FACT SHEET

Nigeria Anti-HIV Discrimination Act, 2014.

The national HIV/AIDS response in Nigeria received a boost with the passage of the HIV/AIDS anti-discrimination bill into law in 2014.  This law is known as HIV and AIDS (Anti-Discrimination Act, 2014).  It is titled “AN ACT TO MAKE PROVISION FOR THE PREVENTION OF HIV AND AIDS-BASED DISCRIMINATION AND PROTECT THE FUNDAMENTAL HUMAN RIGHTS AND DIGNITY OF PEOPLE LIVING WITH AND AFFECTED BY HIV AND AIDS AND FOR RELATED MATTERS” .The purpose of the Act is to protect the rights and dignity of people living with and affected by HIV and AIDS by
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  • Eliminating all forms of discrimination based on HIV status;
  • Creating a supporting environment so that people living with HIV and AIDS are able to continue working under normal conditions for as long as they are medically fit to do so;
  • Promoting appropriate and effective ways of managing HIV in the workplace, community, institutions and other fields of human endeavour;
  • Creating a safe and enabling working and learning environment for all persons;
  • Creating a balance between the rights and responsibilities of all persons in the society; and
  • Giving effect to human rights guaranteed in Chapter 4 of the 1999 Constitutions of the Federal Republic of Nigeria, as amended, and obligations under international and regional human rights and other instruments.
 
This Act applies to:
  • All persons living with and affected by HIV and AIDS in Nigeria
  • All employers of labour and employees in the public and private sectors including the Nigeria Armed Forces, Nigeria Police, State Security Services, other Para-Military Organizations, Schools, Hospitals and places of worship.
 
With this law in place (Anti-HIV/AIDS Discrimination Act, 2014) all person(s) who is discriminated against or whose fundamental human rights have been violated based on real or perceived HIV status can now take a legal action against the perpetrator. Based on this law, it is an offence to discriminate against any person on the basis of their real or perceived HIV status by:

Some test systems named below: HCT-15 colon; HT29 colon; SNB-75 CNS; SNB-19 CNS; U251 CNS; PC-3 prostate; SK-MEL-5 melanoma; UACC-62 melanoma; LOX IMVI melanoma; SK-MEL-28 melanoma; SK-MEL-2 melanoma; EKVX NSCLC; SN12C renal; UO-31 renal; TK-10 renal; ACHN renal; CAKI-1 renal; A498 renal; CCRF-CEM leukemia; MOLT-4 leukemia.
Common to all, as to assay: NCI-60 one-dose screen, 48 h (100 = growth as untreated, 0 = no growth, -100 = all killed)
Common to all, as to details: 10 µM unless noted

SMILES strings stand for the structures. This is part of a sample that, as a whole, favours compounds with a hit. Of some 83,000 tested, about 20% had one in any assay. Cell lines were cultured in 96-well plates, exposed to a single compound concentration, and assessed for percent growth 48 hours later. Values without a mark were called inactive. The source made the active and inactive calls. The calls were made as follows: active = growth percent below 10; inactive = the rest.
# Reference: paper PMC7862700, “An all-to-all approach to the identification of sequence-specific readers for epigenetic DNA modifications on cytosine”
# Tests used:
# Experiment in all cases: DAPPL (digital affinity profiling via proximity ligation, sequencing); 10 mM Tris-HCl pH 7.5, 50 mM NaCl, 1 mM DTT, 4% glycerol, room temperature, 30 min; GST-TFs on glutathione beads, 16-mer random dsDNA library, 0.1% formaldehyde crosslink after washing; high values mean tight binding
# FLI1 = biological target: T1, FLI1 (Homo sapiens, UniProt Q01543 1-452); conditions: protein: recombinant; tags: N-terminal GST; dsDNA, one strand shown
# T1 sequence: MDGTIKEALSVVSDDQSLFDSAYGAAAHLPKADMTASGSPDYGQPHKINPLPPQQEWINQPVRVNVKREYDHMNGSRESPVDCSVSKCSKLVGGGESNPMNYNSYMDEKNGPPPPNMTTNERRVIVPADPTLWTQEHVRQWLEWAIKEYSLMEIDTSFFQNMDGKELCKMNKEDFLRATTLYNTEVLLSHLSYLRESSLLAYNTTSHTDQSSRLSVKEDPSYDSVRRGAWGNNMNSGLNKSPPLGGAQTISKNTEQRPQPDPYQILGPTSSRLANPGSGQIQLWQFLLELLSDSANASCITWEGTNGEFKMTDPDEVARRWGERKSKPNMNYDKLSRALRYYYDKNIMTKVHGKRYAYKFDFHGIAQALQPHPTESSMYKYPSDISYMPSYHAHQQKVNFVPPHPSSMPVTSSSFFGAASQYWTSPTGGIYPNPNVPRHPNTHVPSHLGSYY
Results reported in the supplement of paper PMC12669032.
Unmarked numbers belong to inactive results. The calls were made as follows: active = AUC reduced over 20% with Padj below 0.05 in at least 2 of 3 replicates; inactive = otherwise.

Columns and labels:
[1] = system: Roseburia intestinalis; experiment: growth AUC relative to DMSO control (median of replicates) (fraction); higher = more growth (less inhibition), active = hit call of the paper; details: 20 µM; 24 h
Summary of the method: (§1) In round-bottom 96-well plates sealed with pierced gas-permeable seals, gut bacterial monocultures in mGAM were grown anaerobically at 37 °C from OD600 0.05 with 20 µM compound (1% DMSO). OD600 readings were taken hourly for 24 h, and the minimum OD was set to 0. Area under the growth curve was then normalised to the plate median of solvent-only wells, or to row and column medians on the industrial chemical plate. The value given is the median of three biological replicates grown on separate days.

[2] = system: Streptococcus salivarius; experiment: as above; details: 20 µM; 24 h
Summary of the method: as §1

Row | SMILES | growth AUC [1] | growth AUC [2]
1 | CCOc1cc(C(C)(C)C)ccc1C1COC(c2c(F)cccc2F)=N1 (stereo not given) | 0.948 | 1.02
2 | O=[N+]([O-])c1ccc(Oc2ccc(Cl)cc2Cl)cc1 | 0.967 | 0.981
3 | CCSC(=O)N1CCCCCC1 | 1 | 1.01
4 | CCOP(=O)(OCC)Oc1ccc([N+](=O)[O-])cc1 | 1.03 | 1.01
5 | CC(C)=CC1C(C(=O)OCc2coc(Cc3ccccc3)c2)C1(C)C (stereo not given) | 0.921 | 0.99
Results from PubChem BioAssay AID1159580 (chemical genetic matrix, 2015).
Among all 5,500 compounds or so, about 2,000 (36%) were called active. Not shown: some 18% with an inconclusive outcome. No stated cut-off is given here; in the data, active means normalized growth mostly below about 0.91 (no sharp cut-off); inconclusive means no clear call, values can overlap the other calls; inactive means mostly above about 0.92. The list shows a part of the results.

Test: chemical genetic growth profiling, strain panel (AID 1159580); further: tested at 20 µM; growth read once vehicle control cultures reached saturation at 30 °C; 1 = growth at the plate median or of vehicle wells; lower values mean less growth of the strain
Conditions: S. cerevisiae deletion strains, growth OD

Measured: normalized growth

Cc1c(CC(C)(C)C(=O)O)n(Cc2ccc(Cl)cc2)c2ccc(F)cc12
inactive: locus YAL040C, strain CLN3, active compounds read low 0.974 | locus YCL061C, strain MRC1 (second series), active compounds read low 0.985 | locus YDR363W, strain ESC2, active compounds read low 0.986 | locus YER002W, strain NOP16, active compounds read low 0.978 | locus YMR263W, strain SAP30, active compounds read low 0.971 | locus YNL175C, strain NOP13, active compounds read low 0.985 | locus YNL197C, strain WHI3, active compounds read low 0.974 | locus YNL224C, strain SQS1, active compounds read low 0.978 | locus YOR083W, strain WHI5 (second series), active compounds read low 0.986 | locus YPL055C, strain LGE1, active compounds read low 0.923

• Denying or removing from such person any treatment, medication or any supporting and enabling facility for their functioning in the society;
  • Refusal to accept and offer treatment by a qualified medical personnel, except in such cases when the special care or facilities specifically required for treatment ofHIV and AIDS does not exist in that health facility;
  • Failure to remove, eliminate or ameliorate any obstacle that unfairly limits or restricts such a person from enjoying equal opportunities or failing to take steps to reasonably accommodate the needs of such a person;
  • Refusal to admit into school or not allowing people living with HIV to continue in an educational institution;
  • Denial of access to and use of religious or worship areas and services;
  • Denial of access to and use of communal places, residential spaces and other social facilities;
  • Depriving such persons of the rights to elected or appointed public or private office or admission to a public or private functions;
  • Denial of access to any other places of human endeavour;
  • Prohibiting such persons from marrying anyone of their choice provided the latter's informed consent is obtained in a right frame of mind and he or she is informed about his or her partner's HIV status.

 

NB: Prior to accessing any public or privately delivered services, employment and any other opportunity, no individual, institutions or bodies shall require a person to disclose his or her HIV status or the status of any other person, by asking questions, orally or in writing, directly or indirectly.